Pushing for open African governance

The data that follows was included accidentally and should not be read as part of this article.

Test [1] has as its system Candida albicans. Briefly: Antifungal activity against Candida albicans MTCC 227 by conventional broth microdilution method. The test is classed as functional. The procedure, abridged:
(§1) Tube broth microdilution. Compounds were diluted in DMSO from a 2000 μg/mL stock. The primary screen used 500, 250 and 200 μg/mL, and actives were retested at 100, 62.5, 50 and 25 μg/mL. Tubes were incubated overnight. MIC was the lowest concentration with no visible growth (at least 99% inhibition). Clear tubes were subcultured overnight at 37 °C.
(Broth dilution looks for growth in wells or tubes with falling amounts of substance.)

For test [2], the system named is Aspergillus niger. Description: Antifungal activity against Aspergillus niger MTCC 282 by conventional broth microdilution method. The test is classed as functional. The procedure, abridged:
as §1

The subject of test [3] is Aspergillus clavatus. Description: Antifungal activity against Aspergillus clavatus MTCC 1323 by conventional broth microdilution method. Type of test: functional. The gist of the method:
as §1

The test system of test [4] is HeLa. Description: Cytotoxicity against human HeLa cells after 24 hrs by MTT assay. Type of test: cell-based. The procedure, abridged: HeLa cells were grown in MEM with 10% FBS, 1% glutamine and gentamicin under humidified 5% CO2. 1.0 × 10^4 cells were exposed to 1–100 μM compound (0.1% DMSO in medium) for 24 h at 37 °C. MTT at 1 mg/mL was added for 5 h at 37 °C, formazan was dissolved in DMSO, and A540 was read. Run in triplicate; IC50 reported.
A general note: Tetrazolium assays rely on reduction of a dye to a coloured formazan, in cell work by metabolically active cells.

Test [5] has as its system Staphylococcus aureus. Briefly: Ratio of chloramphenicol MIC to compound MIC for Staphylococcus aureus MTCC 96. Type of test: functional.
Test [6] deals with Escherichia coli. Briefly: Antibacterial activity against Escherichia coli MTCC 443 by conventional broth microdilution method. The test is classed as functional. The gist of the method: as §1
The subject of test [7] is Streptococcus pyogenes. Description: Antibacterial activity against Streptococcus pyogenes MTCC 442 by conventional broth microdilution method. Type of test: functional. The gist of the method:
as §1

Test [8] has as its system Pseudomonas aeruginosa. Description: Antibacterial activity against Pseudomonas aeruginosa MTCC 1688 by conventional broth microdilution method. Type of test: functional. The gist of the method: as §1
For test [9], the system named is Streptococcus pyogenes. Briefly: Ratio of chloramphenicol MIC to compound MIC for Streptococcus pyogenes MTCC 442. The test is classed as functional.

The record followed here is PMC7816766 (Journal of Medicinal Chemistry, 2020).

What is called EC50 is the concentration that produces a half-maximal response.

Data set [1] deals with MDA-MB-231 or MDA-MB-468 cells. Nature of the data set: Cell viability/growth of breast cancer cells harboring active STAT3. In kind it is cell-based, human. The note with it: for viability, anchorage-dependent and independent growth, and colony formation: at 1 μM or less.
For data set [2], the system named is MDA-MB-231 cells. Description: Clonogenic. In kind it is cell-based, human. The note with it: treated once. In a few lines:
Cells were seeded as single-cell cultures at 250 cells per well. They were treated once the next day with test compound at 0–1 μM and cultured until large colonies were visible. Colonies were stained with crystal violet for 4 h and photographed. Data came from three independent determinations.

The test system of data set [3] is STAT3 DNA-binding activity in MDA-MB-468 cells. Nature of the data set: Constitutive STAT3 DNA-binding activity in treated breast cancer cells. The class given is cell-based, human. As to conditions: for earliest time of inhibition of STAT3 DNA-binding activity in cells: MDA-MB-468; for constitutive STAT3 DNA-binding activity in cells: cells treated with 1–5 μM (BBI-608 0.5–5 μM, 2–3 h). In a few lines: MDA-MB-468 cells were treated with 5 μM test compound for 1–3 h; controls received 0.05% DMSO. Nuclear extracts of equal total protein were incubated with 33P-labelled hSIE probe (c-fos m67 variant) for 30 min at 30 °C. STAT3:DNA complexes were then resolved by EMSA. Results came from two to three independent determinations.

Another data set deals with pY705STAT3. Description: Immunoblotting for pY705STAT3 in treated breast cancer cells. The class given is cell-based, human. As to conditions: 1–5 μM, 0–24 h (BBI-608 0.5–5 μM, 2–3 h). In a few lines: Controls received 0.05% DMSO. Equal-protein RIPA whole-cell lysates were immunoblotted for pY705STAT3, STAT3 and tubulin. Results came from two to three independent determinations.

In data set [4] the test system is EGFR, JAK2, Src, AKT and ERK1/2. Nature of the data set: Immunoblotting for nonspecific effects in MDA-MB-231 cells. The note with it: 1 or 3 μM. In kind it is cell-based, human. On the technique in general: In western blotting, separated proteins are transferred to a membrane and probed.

first_img30 May 2013 Representatives of 16 countries gathered in Mombasa, Kenya on Wednesday for the first Africa outreach meeting of the Open Government Partnership (OGP). Launched in New York in September 2011, the OGP is international coalition of leading governments and civil society organisations aimed at advancing transparency and accountability in government, increasing civic participation and fighting corruption. The partnership has grown since then to 59 countries, including the eight founding countries: the US, Brazil, Indonesia, Mexico, Norway, Philippines, South Africa and the UK. Africa is represented in the OGP by founding member South Africa, Kenya and Tanzania, who committed to joining in 2012, and Liberia and Ghana, who are in the process of joining.Service delivery, development benefits Speaking at the opening of the OGP Africa meeting on Wednesday, South African Deputy Public Service and Administration Minister Ayando Dlodlo said it was important to “recognise the benefits of enhancing governance in order to improve service delivery and foster development”. Dlodlo told the gathering of politicians, administrators, civil society workers, academics and others that South Africa sought to help build strong international partnerships to promote good governance, which was “fundamental in improving the delivery of services to our citizens and enhancing public trust in government”. While stressing the value of a civil society with the “independence, capacity and will to hold governments accountable”, Dlodlo challenged challenge African governments and civil society to move away from a “cold war of us against them” and to work together for the betterment of people’s lives. She also highlighted the use of information communication technology (ICT) by governments, not only to improve the efficiency and effectiveness of service delivery, but also to promote information sharing and public participation.Importance of ‘open data’ Kenya’s Cabinet Secretary for Information Communication and Technology Fred Matiangi relayed a welcome message from President Uhuru Kenyatta calling for constructive engagement between governments and civil society to improve the living conditions of Africa’s people. Kenya’s Permanent Secretary in the Ministry of Information and Communications, Bitange Ndemo, speaking at a separate session on open data, spoke about the challenge of making technical information available to the public in clearly understandable language. Open data had to be relevant to people, Ndemo said, in order for them to understand it and use it to improve their living standards. He lauded those Kenyans who used technology to access data and rework it in language that people could understand through smartphones and apps “Our Open Data portal has information about the various counties we have in Kenya, and this is important for making development decisions about a county. The data compares counties to each other on which is lagging behind,” Ndemo said.Platforms for citizen feedback Unathi Bongco, South Africa’s OGP programme manager, told a session on improving the public service that citizen feedback was crucial in monitoring quality and improving accountability in service delivery, and noted the South African government’s use of outreach forums and special telephone hotlines to gather this feedback. The two-day conference continued on Thursday, with panelists drawn from government and civil society set to share their experiences on open governance in the day’s main event, “Conversations with African Leaders”. The panelists scheduled to take part included Qinisile Delwa from South Africa’s Department of Public Service and Administration, Thomas Karyah from Liberia’s Ministry of Information, Cultural Affairs and Tourism, Prince Kreplah of Citizens United to Promote Peace and Democracy in Liberia, Gladwell Otieno of the Africa Centre for Open Governance, and Emmanuel Kuyole of Ghana’s Revenue Watch Institute. SAinfo reporterlast_img

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